I survey the top of the Premier League and try to make sense of the six-point gap between 1st and 8th…
The third international break of the football season is upon us. This is traditionally the stage where journalists, bloggers and punters share their opinions and observations of the season so far.
In November 2013 though, to make sense of a nascent season that is knocked out of its rhythm week after week is to reckon against its perpetuation. Hindsight makes fools of us all, as those who reveled in Arsenal’s seemingly inevitable demise after their opening-day capitulation against Aston Villa and those who struggled to fathom the Moyesification of Manchester United (guilty) have found out.
That is not to say that Arsenal have both banished their demons of seasons gone by, or been found out by a resurgent Manchester United – who likewise have neither found the cure for their early-season woes or nosedived off a cliff into mediocrity.
This is the season of overreaction and exaggeration; the season of paradoxes.
Eleven games, a quarter of the season gone and six points separate the top eight. As this neat infographic from the whizzes at Sporting Intelligence show, this has been no ordinary start to a Premier League season…
In the post-Ferguson battleground that is the Premier League season 2013-4 there is chaos and carnage. The uncertainty, and the swinging pendulum of momentum and consistency that we witness each week makes sense when viewed in the prism of the summer that has just gone.
Manchester United, Ferguson-less, have lost their aura; Old Trafford is not the impregnable fortress it was for so long. When Ferguson stood on its ramparts, barking at would-be invaders, they toppled over. Moyes, with not a semblance of the stature of his predecessor, has been an easy target.
The progressive abandon with which teams now approach a fixture at Old Trafford, one which Arsene Wenger and his table-topping side curiously bypassed on Sunday, reflects a collective loss of aura; Manchester City have lost four of their six games away from the Etihad, Tottenham have scored fewer than everyone bar the season’s relegation fodder Sunderland and Crystal Palace, whilst the second coming of Jose Mourinho has spluttered and stalled at inopportune moments.
The challengers to the holy grail of Champions League are imbued with an increased sense of purpose this year. Liverpool, now in their fourth consecutive season outside of Champions League football are testament to the fate that befalls those who drop out of Europe’s elite; perpetual transition, board takeovers, managerial changes and an obscene rate of player turnover to find the magical combination. Only now, four years after the inertia first gripped, do they finally look competitive again.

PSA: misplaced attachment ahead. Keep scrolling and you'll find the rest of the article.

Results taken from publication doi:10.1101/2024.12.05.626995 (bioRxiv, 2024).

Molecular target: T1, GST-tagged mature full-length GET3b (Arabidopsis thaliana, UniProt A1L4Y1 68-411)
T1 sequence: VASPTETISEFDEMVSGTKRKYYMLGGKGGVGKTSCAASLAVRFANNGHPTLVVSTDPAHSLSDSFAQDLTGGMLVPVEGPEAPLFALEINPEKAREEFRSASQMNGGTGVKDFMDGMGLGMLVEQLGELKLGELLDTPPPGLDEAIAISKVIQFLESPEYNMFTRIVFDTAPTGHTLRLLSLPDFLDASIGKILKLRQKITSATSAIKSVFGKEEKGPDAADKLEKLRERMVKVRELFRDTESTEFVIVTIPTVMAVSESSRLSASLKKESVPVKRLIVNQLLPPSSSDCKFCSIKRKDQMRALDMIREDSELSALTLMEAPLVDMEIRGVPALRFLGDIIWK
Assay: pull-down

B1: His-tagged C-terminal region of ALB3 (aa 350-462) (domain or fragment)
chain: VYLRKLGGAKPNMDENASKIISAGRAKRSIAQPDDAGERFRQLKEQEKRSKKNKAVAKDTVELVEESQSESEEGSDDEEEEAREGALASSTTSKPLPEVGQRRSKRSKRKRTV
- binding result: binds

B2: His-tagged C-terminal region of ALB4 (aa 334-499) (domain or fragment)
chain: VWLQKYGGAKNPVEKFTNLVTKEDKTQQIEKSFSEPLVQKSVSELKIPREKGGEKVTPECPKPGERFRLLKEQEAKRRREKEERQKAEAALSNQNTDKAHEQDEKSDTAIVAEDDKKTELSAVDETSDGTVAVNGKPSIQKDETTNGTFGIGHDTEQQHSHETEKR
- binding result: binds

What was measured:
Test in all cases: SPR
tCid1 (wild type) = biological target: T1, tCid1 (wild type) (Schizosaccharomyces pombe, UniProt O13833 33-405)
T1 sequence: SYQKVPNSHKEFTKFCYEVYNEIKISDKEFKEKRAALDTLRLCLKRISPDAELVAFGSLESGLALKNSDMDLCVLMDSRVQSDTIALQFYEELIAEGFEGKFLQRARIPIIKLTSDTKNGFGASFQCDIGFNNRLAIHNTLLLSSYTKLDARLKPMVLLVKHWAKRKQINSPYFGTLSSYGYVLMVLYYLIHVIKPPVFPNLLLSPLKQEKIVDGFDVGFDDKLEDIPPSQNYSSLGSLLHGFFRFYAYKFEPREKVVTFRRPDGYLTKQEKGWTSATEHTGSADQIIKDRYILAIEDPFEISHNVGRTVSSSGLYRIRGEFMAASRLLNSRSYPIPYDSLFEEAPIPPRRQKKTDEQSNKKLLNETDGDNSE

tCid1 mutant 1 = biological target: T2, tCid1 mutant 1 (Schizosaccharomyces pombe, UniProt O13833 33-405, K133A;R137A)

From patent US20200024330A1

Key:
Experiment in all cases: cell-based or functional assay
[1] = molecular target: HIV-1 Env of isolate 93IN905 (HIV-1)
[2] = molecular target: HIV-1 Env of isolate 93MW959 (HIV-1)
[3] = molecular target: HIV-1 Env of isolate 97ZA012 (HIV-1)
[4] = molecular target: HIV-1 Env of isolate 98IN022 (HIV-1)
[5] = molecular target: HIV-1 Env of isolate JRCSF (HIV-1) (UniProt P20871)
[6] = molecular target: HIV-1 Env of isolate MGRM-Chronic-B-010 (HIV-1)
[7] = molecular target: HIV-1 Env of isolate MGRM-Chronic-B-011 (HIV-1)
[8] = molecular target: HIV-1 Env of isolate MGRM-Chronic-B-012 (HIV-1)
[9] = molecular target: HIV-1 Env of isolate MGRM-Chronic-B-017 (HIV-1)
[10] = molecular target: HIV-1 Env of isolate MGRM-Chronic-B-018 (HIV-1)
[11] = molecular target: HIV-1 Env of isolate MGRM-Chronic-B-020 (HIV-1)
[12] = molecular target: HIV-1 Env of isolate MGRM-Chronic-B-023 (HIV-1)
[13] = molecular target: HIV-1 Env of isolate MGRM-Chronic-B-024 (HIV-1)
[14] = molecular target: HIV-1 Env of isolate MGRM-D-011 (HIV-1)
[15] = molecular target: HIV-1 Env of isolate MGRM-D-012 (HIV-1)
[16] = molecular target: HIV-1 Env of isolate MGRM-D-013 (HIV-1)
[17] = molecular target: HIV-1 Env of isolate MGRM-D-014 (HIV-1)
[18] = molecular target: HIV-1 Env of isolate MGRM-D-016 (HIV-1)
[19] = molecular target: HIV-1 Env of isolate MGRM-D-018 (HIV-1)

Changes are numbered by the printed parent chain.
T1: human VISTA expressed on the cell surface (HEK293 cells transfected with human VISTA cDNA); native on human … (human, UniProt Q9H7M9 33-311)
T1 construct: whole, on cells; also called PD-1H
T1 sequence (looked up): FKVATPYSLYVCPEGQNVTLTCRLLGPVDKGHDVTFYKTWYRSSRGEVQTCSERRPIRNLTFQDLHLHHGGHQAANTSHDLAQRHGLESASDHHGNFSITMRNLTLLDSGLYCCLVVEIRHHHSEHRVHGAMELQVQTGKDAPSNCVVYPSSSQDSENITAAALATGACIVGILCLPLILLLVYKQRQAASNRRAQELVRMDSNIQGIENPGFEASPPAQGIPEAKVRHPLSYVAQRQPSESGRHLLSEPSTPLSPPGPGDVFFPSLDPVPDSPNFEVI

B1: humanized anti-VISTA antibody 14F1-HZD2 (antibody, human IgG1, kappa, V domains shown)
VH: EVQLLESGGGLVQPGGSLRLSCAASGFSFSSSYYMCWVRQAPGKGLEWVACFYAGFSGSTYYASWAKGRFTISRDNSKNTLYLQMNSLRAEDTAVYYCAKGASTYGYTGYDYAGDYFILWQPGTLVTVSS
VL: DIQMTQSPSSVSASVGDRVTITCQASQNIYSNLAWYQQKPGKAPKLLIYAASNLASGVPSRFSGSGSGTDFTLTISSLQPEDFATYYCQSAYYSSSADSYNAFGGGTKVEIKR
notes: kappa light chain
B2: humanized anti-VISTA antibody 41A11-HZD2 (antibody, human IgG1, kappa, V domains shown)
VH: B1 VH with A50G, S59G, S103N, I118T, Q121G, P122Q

Though Liverpool visibly struggled against Arsenal, their stiffest test of the season by far, they obliterated Fulham with ease on Saturday, reinforcing the belief that they are flat-track bullies; a term that attracts derision in some quarters, but a quality that is oft overlooked as the basis of a top-four finish.
Tottenham have had their title ambitions checked; enduring, rather than enjoying, their best ever start to a Premier League season. In a division where goals are not especially hard to come by, where the top teams are reliant on attacking strength rather than built on defensive solidity, to be so miserly in front of goal whilst having such lofty ambitions is an obvious worry.
Spurs possess the second best defence, even with the continual presence of Michael Dawson, and are bettered only by the supremely impressive Southampton.
Significantly they have rained 73 shots that have yielded a paltry nine goals. Andros Townsend, the saviour of English football and the discovery of the season, has a pitiful shot-to-goal conversion rate of 2.2% (even that single goal against Aston Villa was a cross) – a product of his relentless pursuit to cut inside and shoot with his left foot.
Tottenham may have plundered £105m on filling the Gareth Bale sized hole in their squad, but with their midfield now so packed full of athleticism rather than artistry, they appear short of replacing his goals. Roberto Soldado is a centre-forward of pedigree, but has been stodgy thus far. His record from the penalty spot may be exemplary, but too often he slows Spurs down. Why so little has been made of the mere 72 minutes of Premier League action afforded to £30m star signing Erik Lamela remains a mystery.
Manchester City, many pundits’ pick for the title are experiencing the most polarising form of all; brutally brilliant at home and spectacularly brittle away. Manuel Pellegrini, “The Engineer”, has been unable to cure this particular ailment which dates back to Roberto Mancini and City’s title-winning season of 2011-2, when they won just twice in ten away games between November and April.